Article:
Via our machines— be it phone, television, or computer— we receive an enormous amount of information every day. But we don’t have the time, the energy, and the emotional resilience to deal with all of this information. We do triage as best we can, but we still are flooded with more stimulation than we can process and integrate.

Still, many people are hooked. Scientists have discovered that every time we hear the blip or ding of an e-mail or text message a small amount of dopamine is released into our brains. We humans are programmed to be curious and it is natural to want to know more, more, and more. Therapists have coined a phrase for a new addiction: FOMO, or “fear of missing out.

 – Mary Pipher in The Green Boat: Reviving Ourselves in Our Capsized Culture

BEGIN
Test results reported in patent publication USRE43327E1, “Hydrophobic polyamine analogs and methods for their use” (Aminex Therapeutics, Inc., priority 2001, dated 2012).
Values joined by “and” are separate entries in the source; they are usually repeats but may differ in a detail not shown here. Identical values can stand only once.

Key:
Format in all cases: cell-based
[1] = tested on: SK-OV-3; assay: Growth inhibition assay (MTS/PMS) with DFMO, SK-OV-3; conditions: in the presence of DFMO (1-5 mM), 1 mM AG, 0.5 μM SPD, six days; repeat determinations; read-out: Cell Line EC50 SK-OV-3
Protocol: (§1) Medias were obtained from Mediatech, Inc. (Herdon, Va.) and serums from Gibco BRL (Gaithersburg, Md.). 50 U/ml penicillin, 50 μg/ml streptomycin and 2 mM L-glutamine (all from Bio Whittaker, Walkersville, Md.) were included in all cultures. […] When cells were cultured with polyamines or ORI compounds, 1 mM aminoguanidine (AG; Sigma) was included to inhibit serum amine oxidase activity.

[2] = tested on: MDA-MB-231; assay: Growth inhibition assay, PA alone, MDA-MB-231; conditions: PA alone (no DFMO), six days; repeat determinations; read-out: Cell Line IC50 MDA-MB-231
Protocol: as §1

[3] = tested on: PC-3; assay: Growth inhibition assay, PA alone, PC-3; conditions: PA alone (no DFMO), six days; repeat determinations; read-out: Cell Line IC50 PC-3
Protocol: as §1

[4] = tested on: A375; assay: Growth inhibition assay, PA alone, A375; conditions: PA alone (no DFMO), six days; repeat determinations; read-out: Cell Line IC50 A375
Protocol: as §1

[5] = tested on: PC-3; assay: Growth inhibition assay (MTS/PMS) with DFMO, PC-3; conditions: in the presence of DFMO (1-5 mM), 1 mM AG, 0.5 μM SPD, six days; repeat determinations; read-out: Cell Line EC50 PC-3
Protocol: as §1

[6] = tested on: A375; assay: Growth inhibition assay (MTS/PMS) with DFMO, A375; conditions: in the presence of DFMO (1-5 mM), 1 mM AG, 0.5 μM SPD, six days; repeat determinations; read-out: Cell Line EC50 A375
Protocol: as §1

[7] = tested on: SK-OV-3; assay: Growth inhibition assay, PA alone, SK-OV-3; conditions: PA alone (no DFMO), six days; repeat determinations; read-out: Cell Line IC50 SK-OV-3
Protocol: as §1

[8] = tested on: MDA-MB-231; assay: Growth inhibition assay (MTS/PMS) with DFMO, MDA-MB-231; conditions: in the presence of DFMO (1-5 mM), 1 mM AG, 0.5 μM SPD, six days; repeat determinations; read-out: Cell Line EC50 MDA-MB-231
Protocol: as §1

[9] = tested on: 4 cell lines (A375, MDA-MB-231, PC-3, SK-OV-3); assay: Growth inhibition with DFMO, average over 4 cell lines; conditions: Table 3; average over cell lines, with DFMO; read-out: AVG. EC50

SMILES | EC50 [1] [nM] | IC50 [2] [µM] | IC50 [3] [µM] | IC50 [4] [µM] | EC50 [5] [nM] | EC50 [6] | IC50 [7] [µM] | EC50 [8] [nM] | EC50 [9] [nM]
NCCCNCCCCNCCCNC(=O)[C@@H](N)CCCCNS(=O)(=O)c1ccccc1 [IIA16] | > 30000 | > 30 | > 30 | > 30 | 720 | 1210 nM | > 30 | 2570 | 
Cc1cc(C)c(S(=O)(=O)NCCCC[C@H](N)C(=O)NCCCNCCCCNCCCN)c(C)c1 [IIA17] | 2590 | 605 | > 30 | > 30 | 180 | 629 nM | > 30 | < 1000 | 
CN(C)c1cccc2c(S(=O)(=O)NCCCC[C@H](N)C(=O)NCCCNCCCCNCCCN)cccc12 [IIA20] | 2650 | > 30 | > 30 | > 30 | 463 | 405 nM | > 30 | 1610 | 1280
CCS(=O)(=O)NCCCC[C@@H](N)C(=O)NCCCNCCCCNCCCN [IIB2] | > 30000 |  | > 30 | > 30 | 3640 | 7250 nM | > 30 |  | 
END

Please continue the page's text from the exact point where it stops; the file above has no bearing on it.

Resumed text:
The first time I really tried this (remember the Sabbath day and keep it holy) was the Sunday after my last Sunday as a parish minister. After more than twenty years of being in church most Sunday mornings, I found myself suddenly faced with a whole day at home alone. I could not go to the church I had just resigned from. I did not want to go to church anywhere else. I thought about going to the grocery store, but I live in a small town where someone was bound to report that I had been seen buying cold cuts on my first Sunday morning away from church.

So I stayed home instead, where I confronted grave questions about my professional identity, my human worth, and my status before God. But that only lasted about an hour. After that, I went out on the front porch and said morning prayer with the birds. Then I read until lunchtime. Then I made an egg sandwich. Then I took a nap. By the time the sun went down, I realized that I had just observed my first true Sabbath in more than twenty years. In the years since then, I have made a practice of saying no for one whole day a week: to work, to commerce, to the Internet, to the car, to the voice in my head that is forever whispering, “More.”

Barbara Brown Taylor in An Altar in the World: A Geography of Faith